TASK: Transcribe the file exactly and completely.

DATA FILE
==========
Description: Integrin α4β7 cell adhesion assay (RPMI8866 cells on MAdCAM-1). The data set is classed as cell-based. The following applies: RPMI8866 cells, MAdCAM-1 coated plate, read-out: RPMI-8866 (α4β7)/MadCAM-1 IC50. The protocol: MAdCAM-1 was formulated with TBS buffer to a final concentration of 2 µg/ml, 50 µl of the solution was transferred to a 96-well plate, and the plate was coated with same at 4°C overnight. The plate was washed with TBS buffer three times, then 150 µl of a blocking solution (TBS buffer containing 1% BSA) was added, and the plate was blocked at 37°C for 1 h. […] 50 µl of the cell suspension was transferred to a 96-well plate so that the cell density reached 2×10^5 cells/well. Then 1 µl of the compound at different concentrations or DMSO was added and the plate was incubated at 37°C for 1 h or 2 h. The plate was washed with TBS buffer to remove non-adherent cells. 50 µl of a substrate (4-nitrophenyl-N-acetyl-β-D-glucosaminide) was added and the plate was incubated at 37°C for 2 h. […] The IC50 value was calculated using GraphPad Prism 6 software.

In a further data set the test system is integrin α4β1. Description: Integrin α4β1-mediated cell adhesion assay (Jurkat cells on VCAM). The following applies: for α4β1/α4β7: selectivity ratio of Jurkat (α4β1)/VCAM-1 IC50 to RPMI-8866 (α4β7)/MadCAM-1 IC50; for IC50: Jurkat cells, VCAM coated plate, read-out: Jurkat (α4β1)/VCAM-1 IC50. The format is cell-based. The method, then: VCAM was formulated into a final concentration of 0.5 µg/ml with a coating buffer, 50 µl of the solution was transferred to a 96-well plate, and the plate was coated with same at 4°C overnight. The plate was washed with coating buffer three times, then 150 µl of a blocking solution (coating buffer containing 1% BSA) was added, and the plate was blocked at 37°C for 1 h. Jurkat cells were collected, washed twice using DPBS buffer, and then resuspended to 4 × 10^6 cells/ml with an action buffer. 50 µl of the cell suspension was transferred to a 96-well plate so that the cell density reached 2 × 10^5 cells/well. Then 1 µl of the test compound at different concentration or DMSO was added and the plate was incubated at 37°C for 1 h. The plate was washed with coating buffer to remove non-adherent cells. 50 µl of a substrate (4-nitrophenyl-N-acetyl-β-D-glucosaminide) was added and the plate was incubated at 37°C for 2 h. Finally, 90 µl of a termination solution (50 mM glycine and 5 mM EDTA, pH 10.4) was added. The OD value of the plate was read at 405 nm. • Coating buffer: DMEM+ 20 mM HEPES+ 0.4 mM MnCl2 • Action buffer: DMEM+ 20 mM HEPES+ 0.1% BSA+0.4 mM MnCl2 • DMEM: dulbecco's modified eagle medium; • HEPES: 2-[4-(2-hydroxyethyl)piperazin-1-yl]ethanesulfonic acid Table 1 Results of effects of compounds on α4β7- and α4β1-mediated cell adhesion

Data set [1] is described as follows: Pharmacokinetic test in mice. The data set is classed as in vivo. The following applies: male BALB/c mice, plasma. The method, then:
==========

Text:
Description: Integrin α4β7 cell adhesion assay (RPMI8866 cells on MAdCAM-1). The data set is classed as cell-based. The following applies: RPMI8866 cells, MAdCAM-1 coated plate, read-out: RPMI-8866 (α4β7)/MadCAM-1 IC50. The protocol: MAdCAM-1 was formulated with TBS buffer to a final concentration of 2 µg/ml, 50 µl of the solution was transferred to a 96-well plate, and the plate was coated with same at 4°C overnight. The plate was washed with TBS buffer three times, then 150 µl of a blocking solution (TBS buffer containing 1% BSA) was added, and the plate was blocked at 37°C for 1 h. […] 50 µl of the cell suspension was transferred to a 96-well plate so that the cell density reached 2×10^5 cells/well. Then 1 µl of the compound at different concentrations or DMSO was added and the plate was incubated at 37°C for 1 h or 2 h. The plate was washed with TBS buffer to remove non-adherent cells. 50 µl of a substrate (4-nitrophenyl-N-acetyl-β-D-glucosaminide) was added and the plate was incubated at 37°C for 2 h. […] The IC50 value was calculated using GraphPad Prism 6 software.

In a further data set the test system is integrin α4β1. Description: Integrin α4β1-mediated cell adhesion assay (Jurkat cells on VCAM). The following applies: for α4β1/α4β7: selectivity ratio of Jurkat (α4β1)/VCAM-1 IC50 to RPMI-8866 (α4β7)/MadCAM-1 IC50; for IC50: Jurkat cells, VCAM coated plate, read-out: Jurkat (α4β1)/VCAM-1 IC50. The format is cell-based. The method, then: VCAM was formulated into a final concentration of 0.5 µg/ml with a coating buffer, 50 µl of the solution was transferred to a 96-well plate, and the plate was coated with same at 4°C overnight. The plate was washed with coating buffer three times, then 150 µl of a blocking solution (coating buffer containing 1% BSA) was added, and the plate was blocked at 37°C for 1 h. Jurkat cells were collected, washed twice using DPBS buffer, and then resuspended to 4 × 10^6 cells/ml with an action buffer. 50 µl of the cell suspension was transferred to a 96-well plate so that the cell density reached 2 × 10^5 cells/well. Then 1 µl of the test compound at different concentration or DMSO was added and the plate was incubated at 37°C for 1 h. The plate was washed with coating buffer to remove non-adherent cells. 50 µl of a substrate (4-nitrophenyl-N-acetyl-β-D-glucosaminide) was added and the plate was incubated at 37°C for 2 h. Finally, 90 µl of a termination solution (50 mM glycine and 5 mM EDTA, pH 10.4) was added. The OD value of the plate was read at 405 nm. • Coating buffer: DMEM+ 20 mM HEPES+ 0.4 mM MnCl2 • Action buffer: DMEM+ 20 mM HEPES+ 0.1% BSA+0.4 mM MnCl2 • DMEM: dulbecco's modified eagle medium; • HEPES: 2-[4-(2-hydroxyethyl)piperazin-1-yl]ethanesulfonic acid Table 1 Results of effects of compounds on α4β7- and α4β1-mediated cell adhesion

Data set [1] is described as follows: Pharmacokinetic test in mice. The data set is classed as in vivo. The following applies: male BALB/c mice, plasma. The method, then: